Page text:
Sister Mary Ann Walsh, a journalist and a longtime spokeswoman for the U.S. Conference of Catholic Bishops, died on April 28, succumbing to a recurring cancer. True to form, she transformed her last days into an opportunity for a final lesson in living with dignity and grace.
She described her experience as “like a living wake.... You get letters from people telling you all that you did and you had no idea. ‘You helped us with our marriage’; ‘You helped us with our adoption’; ‘My husband was sick with depression and you were there for us.’ And I wonder, ‘When did I do all that?’ It’s humbling.”
She was 68 and passed away in a hospice in Albany next to the regional convent of the religious order she entered as a 17-year-old novice in 1964. In March, the Catholic Press Association had given her its highest honor, the St. Francis de Sales Award, in recognition of her lifetime achievement in Catholic media.
“The editors, staff and supporters of America mourn the passing of Sister Mary Ann Walsh, America’s U.S. Church Correspondent,” said America’s editor in chief, Matt Malone, S.J. “Sister Walsh was a valued colleague and friend, a writer of exceptional talent and insight, whose faith animated her entire life.”
He called Sister Walsh “the first female religious to serve on the editorial staff of America,” a trailblazer “even in this last phase of her professional life, a career that spanned four impressive decades.”
“I admired her steadiness of character and inventiveness in exercising her often difficult responsibilities,” said Drew Christiansen, S.J., a Georgetown University professor and former editor in chief of America. “But nothing became her in life as her passage from it, with so many of her sisters gathered around her week after week and tending to her. She and they gave us all a model of a Christian death.”
Walsh had moved to her native Albany from Washington last September after it was discovered that the cancer that had been in remission since 2010 had returned. She was able to receive better care there and live out her days with other members of the Sisters of Mercy.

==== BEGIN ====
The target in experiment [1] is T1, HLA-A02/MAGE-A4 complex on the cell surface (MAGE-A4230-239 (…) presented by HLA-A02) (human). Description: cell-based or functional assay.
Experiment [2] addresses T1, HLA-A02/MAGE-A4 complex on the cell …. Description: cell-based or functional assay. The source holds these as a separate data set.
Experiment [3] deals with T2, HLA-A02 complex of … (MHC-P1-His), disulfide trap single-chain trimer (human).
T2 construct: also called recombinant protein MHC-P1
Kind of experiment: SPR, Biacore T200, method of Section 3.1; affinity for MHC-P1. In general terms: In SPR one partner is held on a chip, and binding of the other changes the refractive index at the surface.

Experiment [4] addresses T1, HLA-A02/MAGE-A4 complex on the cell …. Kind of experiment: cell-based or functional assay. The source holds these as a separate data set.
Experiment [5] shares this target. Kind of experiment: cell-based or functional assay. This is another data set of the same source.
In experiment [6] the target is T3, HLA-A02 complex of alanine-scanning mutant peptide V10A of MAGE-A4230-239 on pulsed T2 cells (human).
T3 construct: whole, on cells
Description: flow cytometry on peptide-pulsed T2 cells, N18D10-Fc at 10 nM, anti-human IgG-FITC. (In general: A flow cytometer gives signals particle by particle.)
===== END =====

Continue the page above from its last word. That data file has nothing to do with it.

“Sister Mary Ann,” as she was known to the many journalists she sparred and joked with and, with regularity, befriended, worked at the communications office of the American hierarchy for 20 years, retiring in the summer of 2014 just before she fell ill again. She became director of media relations for the U.S. Conference of Catholic Bishops—the first woman to hold that position—after coordinating media for World Youth Day in Denver in 1993, which featured an enormously successful visit by then-Pope John Paul II.
She was born in Albany on Feb. 25, 1947, the only daughter of Irish immigrants, and as a high school student had been drawn to the Sisters of Mercy and their commitment of service to the poor, especially women and children. She worked as a correspondent for Catholic News Service in Rome and Washington before taking the U.S.C.C.B. job.
Last summer, Sister Mary Ann joined America. “It’s the ideal job, a job of opinion, after working in an institution that thought opinion was anathema,” she said in an interview in February.
In an account of her illness written by her community, Sister Walsh said she struggled to let herself be taken care of. “I find it hard to receive mercy,” she explained in a video posted by the Mercy sisters. “I’m used to being independent, and if somebody helps me put on my shoes, for example, that’s humbling. I don’t expect it.”
But “Mercy has jumped in from every corner to help me, in ways both large and small,” she said. “I want for nothing.”